Peaches and Burrata: The Perfect Summer Appetizer

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Fruit and cheese is a match made in heaven. Peaches and Burrata takes it to another level, but what is burrata, you ask? Burrata is mozzarella wrapped around a center of more strings of mozzarella and cream. It’s soft, slightly salty, a little oozy, and delightful in every way when paired with sweet summer peaches.

It’s not hard to wrap your head around the goodness of this dish. First, it’s beautiful: bright yellow peaches, white burrata cheese, reddish pink prosciutto ham, a drizzle of deep, rich balsamic glaze, honey, and bright green basil sprinkled on top. The best part is that each of those rich colors corresponds with a different, complementary flavor and texture. Sweet, creamy, salty, tangy, and fresh.

So, What Do I Cook, Exactly?

One of the fantastic things about peaches and burrata is that it is a no-cook dish! That is, unless you want to make your own balsamic glaze and crostini, which I recommend. In that case, it’s an almost-no-cook-dish.

To make balsamic glaze, all you do is pour 1 cup of balsamic vinegar into a small sauce pan, bring it to a gentle boil, reduce the heat so that the glaze simmers, and let it cook down until it reaches your desired consistency, stirring every once in a while. That’s it. You can also add some honey to it, if you’d like. After the vinegar reaches a boil, be sure to reduce the heat to low, otherwise it will burn, and that’s a real bummer. It takes about 20 minutes to cook down. The balsamic glaze should be able to coat the back of a spoon when it’s done.

To make the crostini, slice a baguette into 1/2 inch slices. move an oven rack to the highest position, and preheat your broiler to 500 degrees F. Arrange the slices of baguette on a baking sheet, drizzle with olive oil, and toast under the broiler for a few minutes. Watch them, and don’t walk away from the oven, as these can burn really fast.

How to Serve Peaches and Burrata

Get your fanciest platter, and arrange all of the ingredients however you’d like. Drizzle the balsamic glaze and honey at the end. Sprinkle the finely sliced or torn basil over the whole dish right before serving. Serve with crostini. That’s it!

I would have a couple of spoons on the platter so your guests can scoop heaps of peaches, prosciutto, and gooey burrata onto their crostini.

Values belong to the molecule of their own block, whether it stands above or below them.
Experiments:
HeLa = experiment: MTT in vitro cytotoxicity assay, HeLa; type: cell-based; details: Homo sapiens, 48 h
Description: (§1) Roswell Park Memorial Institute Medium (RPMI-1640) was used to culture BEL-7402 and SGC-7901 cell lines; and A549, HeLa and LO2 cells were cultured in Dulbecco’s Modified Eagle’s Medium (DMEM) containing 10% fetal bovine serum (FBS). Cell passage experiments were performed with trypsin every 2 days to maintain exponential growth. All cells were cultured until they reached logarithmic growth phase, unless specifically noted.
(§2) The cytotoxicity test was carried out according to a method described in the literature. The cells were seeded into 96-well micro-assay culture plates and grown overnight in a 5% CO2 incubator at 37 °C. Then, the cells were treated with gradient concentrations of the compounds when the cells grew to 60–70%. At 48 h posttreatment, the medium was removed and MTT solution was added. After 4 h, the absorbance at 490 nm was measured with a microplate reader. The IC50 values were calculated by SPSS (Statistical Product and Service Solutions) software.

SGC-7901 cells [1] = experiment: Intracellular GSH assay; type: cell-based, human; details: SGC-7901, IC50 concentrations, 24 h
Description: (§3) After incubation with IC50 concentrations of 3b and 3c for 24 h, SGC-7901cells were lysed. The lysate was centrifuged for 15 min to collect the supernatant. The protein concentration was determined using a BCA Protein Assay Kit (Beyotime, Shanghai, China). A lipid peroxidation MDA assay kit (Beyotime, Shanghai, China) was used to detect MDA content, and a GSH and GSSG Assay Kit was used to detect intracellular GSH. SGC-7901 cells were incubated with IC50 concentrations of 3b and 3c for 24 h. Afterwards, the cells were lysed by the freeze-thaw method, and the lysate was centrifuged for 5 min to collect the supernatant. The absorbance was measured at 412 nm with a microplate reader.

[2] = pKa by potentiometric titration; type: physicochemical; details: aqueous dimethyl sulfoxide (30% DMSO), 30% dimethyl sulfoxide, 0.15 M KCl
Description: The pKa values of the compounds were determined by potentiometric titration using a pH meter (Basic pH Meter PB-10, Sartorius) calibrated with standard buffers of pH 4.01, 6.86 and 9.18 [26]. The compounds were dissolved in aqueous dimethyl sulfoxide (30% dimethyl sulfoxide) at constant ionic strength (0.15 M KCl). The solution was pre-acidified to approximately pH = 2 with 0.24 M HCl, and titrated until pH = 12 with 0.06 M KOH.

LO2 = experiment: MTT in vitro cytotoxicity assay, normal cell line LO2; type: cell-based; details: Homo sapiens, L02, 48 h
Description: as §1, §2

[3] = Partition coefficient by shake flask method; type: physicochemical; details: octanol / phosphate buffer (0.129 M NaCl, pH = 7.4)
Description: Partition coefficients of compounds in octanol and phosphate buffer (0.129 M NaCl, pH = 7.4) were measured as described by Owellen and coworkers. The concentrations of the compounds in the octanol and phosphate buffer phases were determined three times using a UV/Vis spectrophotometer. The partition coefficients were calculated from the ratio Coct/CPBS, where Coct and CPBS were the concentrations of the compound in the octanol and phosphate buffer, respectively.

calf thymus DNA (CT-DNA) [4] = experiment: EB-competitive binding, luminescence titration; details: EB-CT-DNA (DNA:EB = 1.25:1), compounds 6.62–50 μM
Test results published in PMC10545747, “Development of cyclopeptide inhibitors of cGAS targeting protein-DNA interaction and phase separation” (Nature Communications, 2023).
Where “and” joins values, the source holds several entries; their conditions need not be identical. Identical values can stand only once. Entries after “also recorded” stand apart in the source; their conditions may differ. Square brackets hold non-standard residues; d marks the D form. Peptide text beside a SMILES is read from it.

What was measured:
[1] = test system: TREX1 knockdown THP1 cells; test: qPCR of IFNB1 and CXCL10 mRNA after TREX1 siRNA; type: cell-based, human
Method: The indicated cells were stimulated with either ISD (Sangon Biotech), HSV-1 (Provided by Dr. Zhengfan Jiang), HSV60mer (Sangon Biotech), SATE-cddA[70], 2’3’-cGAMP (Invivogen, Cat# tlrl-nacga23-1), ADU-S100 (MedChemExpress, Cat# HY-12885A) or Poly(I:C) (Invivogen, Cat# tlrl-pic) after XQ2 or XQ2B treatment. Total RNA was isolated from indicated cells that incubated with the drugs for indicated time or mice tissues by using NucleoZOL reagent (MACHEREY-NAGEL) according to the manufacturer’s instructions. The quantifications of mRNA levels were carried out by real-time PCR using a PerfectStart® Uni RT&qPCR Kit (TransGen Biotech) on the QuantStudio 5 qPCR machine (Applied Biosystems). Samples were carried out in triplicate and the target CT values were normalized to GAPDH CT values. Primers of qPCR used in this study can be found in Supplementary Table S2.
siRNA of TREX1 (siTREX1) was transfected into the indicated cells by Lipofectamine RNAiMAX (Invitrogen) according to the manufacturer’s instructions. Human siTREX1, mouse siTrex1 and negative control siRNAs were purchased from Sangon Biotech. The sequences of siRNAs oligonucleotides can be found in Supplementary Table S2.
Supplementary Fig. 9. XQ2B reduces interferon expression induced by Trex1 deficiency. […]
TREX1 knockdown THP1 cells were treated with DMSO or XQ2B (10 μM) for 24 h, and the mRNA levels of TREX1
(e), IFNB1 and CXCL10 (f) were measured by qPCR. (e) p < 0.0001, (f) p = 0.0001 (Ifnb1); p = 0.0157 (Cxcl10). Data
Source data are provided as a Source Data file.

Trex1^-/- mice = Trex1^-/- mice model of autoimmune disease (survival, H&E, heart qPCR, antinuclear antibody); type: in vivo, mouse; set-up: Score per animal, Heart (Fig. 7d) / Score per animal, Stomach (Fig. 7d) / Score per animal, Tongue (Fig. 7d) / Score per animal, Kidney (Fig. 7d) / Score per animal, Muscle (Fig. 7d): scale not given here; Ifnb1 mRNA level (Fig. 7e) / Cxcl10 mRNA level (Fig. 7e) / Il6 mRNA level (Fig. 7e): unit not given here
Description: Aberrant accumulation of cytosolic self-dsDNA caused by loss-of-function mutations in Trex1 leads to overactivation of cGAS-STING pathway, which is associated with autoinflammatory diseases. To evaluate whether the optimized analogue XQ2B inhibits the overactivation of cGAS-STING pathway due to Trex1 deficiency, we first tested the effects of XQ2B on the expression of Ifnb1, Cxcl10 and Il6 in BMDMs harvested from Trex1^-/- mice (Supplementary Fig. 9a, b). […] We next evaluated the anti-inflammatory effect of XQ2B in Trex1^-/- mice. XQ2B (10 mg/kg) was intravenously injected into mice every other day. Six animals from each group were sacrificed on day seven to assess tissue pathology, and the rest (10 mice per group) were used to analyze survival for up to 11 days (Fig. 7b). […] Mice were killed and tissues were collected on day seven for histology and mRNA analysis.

When you make it, will you please leave me a comment on this post and tell me how it went? I’d love to hear.

Also, watch this space for an exciting announcement coming soon!

Peaches and Burrata with Balsamic Glaze, Honey, Prosciutto, and Basil

Fresh peaches with creamy burrata and prosciutto is a knockout summer appetizer everyone will love.
Prep Time 30 mins
Total Time 30 mins

Ingredients

  • 4 or 5 large, ripe peaches
  • 1 ball burrata cheese You could substitute sliced, fresh mozzarella.
  • 6-8 thin slices of prosciutto
  • 3-4 teaspoons balsamic glaze see note
  • 1-2 teaspoons honey
  • 2-3 leaves fresh basil, thinly sliced (chiffonade)
  • 1 baguette
  • 2-3 Tablespoons olive oil
  • flaky salt

Instructions

For the Crostini

  • Arrange an oven rack so that it is in the highest position in your oven.
  • Preheat your broiler to 500 degrees Fahrenheit.
  • Slice the baguette into 1/2 inch slices.
  • Arrange the slices of baguette on a baking sheet. Brush with olive oil and put under the broiler for 2 to 3 minutes, until they start to toast. Watch them closely so they don't burn. Remove from oven and set aside.

For Everything Else

  • Peel and slice peaches into fairly thin slices.
  • Cut those peach slices in half to make it easier for them to fit on your crostini.
  • Set the burrata in the center of a platter.
  • Tear the prosciutto into bite-sized pieces, and arrange with the peaches on a platter. Sprinkle with basil.
  • Just before service, drizzle everything with balsamic glaze, and honey.
  • Serve with crostini.

Notes

You can purchase balsamic glaze, or make your own by simmering 1 cup of balsamic vinegar for about 20 minutes, or until it reaches your desired thickness. Just be careful not to crank up the heat too high, or your glaze could burn. Not that I did that or anything…
Author: athometestcook
Course: Appetizer
Cuisine: Italian
Keyword: Appetizer, Balsamic Vinegar, Burrata, Honey, Peaches, Prosciutto, Summer

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